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Hydroponic harvest in Queens

Jamaica school celebrates project’s successful first year
New York Teacher

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The ribbon-cutting ceremony marked the successful first year of the hydroponics

What started in October with one tray of basil has grown into a hydroponics greenhouse, now ripe with fresh cucumbers, tomatoes, basil and parsley.

Staff and students at PS 349 in Jamaica, Queens, gathered at a ribbon-cutting event on April 9 to celebrate the successful first year of their hydroponics lab and thank those who supported the project.

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Chapter Leader Farrah Padro tries homemade pesto from basil grown in the lab.

“The most exciting part is showing it to everyone,” said one of the students who helped lead the presentation and tour. The students proudly shared their homemade pesto with guests, in the same way they occasionally share the harvest with their families. Being able to bring home what they have grown is “what they enjoy most,” said Chapter Leader Farrah Padro.

“They also take pride in their accomplishments as leaders,” she said.

The students — or “plant scientists” — shared a video documenting their experience in the hydroponics lab, which uses “rockwool,” a growing medium made from rocks instead of soil. Working together, the students observed plant growth and used different growing systems to control water and nutrient dispersal.

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A student uses pedal power to convert human energy into usable energy to power s

Sheena Mathew, who started the project with fellow science teacher Amy Schier, says working in a lab “offers far more entry points for students to grasp information than a textbook does.” She says “students are way more engaged and intrigued and ask deeper questions.”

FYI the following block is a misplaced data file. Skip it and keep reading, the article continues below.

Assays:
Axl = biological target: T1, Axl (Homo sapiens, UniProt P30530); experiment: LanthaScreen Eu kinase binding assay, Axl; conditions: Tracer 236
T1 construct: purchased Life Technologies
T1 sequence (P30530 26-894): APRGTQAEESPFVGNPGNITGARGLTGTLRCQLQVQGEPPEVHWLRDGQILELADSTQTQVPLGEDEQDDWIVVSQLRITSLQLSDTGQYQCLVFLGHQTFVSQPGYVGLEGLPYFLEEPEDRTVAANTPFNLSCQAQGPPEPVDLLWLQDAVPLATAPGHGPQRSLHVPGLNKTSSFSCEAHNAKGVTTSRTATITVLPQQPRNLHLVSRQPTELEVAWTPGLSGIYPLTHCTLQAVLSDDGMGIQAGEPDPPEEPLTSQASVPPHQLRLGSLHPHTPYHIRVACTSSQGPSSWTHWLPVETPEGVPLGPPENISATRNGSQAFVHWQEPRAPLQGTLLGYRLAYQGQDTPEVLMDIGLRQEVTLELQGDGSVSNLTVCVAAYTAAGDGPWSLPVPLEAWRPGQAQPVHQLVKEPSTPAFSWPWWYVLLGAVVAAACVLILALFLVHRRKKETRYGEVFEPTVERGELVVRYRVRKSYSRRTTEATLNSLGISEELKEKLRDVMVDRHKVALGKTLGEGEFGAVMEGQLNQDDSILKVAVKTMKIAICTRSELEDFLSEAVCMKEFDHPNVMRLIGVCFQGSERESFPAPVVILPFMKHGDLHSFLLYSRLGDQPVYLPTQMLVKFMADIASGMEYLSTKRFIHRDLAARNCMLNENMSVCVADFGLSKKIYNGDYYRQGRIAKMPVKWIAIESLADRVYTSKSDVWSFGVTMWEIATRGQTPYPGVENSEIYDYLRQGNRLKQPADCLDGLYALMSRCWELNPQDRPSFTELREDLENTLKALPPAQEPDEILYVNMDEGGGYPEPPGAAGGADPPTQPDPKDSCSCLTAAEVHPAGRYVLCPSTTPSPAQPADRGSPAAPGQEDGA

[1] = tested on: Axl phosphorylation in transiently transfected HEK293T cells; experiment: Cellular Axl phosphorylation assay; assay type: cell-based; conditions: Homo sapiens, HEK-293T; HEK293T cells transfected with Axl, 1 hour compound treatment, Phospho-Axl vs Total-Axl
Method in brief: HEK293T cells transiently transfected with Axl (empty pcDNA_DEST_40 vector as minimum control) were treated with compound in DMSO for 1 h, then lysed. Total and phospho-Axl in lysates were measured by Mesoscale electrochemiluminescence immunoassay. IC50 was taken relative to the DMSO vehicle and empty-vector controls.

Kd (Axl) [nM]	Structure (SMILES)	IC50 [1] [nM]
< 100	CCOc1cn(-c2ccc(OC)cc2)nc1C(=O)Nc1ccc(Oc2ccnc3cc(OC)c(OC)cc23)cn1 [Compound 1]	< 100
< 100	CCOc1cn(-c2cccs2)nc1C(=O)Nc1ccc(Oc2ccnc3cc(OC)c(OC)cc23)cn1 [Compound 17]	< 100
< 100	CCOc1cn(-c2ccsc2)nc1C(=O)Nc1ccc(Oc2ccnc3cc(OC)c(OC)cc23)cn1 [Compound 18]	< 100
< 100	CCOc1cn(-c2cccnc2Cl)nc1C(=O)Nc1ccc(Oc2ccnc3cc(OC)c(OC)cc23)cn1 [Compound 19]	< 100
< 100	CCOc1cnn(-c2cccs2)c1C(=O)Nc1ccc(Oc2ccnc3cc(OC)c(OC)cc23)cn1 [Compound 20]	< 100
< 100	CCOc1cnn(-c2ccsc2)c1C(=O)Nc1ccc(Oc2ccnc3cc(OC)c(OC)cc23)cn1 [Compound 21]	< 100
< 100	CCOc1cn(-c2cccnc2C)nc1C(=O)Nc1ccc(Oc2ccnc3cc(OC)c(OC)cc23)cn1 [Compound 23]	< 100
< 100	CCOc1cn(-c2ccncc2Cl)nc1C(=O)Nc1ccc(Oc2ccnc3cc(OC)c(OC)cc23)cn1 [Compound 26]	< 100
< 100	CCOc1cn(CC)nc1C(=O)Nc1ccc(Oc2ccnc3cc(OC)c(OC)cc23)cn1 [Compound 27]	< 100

Mathew and Schier created the hydroponics lab with the help of the New York Sun Works program, a nonprofit organization that provides training and growing equipment to set up hydroponics greenhouses.

PS 349, also known as the Magnet School for Leadership and Innovation through STEAM, opened in 2015, and Leslie Brown, the school’s magnet coordinator, says the greenhouse reflects the school’s goals of creating “rich experiences” and “promoting health and wellness.”

As students learn to appreciate plant life and how crops are grown, Mathew says, they gain a better understanding of how environmental changes directly affect their own diet as well as the communities and farms around them.

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Students spend time at one of the seedling benches.
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Science teachers Sheena Mathew (left) and Amy Schier started the project with th

Hydroponics introduces students “to the many possibilities technology offers that can help us adapt to our environment and find solutions to environmental issues,” said Mathew.

“A hydroponics lab really opens up doors for a scientific view, a hands-on learning experience,” said Padro. Interacting with the plants at all stages, she said, allows the students to “take ownership” of the growing process.

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